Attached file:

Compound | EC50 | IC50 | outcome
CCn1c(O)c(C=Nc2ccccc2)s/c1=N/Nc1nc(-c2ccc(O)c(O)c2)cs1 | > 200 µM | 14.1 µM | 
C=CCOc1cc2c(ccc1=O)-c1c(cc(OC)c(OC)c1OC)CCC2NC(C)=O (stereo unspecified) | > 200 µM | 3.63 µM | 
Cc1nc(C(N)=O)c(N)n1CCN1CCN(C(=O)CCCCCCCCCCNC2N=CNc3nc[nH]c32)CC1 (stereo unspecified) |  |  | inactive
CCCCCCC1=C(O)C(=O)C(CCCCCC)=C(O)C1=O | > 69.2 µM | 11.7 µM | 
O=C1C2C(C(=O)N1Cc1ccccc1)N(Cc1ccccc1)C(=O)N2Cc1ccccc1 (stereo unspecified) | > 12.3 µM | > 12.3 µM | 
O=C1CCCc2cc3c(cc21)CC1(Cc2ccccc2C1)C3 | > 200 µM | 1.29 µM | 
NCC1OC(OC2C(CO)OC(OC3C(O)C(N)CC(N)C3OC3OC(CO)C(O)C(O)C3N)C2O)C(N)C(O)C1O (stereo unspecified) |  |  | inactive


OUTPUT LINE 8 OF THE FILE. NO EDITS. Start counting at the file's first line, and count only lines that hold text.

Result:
NCC1OC(OC2C(CO)OC(OC3C(O)C(N)CC(N)C3OC3OC(CO)C(O)C(O)C3N)C2O)C(N)C(O)C1O (stereo unspecified) |  |  | inactive